Many of you may have probably read Tim Mayer’s recent blog post “Why Does an Advertiser Need an Ad Server?” and I wanted to dig a level deeper into the ad server topic and explain the differences between using a first-party ad server versus a third-party ad server. I collaborated with Tim on the below so that I could provide his insights here as well as my own—two for one!
Let’s jump in:
The primary difference between a third-party ad server and a first-party ad server is that a first-party ad server can return ownership and control of an organization’s most essential online asset—audience data—directly to the advertiser.
• Third-party ad servers deliver impressions and clicks for the client, but set audience cookies on behalf of the ad server.
• First-party ad servers not only deliver impressions and clicks for the client, but also deliver audience data for the client by writing cookies into the client’s cookie space according to the client’s technical specification.
Third-party ad servers originally acted as independent auditors across inventory sources and data assets they didn’t control. Today of course, third-party ad servers do more, including optimizing creative delivery and making targeting decisions around data assets they do control, very often to inventory sources owned and integrated in the technology stack of a common parent company. In addition, they continue to deliver ads and performance reports.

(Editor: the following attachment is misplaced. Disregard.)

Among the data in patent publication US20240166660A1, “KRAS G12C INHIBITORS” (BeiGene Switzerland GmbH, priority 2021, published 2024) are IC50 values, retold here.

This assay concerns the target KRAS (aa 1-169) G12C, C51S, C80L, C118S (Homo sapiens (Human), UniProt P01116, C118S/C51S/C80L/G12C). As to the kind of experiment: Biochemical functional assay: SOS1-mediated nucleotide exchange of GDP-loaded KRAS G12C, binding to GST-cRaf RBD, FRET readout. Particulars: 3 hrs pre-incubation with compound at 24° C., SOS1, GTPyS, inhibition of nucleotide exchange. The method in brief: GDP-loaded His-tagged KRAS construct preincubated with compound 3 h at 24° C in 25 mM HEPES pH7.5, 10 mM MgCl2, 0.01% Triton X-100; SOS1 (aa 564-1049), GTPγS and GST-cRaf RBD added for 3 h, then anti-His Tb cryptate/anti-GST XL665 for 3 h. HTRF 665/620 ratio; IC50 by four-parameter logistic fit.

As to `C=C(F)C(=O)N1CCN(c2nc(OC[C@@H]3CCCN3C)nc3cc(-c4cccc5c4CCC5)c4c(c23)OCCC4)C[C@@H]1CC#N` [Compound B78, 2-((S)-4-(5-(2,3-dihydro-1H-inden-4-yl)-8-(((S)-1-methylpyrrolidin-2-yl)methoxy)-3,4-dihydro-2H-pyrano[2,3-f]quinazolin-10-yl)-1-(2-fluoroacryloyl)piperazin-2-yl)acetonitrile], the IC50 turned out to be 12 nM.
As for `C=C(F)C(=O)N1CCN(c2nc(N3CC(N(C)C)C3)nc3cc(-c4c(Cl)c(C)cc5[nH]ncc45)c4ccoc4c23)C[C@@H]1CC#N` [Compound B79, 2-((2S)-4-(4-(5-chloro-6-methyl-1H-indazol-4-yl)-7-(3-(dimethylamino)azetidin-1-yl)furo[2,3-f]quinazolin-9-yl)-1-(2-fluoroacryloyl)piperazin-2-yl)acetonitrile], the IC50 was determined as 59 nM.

While performance metrics and delivery services remain essential parts of an ad server’s value proposition, audience data, which is generated when an ad server delivers ads to users, is now the foundation for management. It is subsidized entirely by an advertiser’s investment in using an ad server. Third party ad servers retain ownership and control of this audience data by building out audience data in the form of ad server cookies.
Impacts of the Third-Party Technology Approach
The third-party ad server approach takes data relevant to transactions or customer engagement on advertiser sites and hands off this advertiser data to different third-party ad tech providers. The result? It has become quite customary for more and more providers to participate in an increasing number of “hand-offs.” daisy-chaining differentiated systems with differentiated measurement and data management methodologies and, in turn, producing inevitable discrepancies and operational inefficiencies.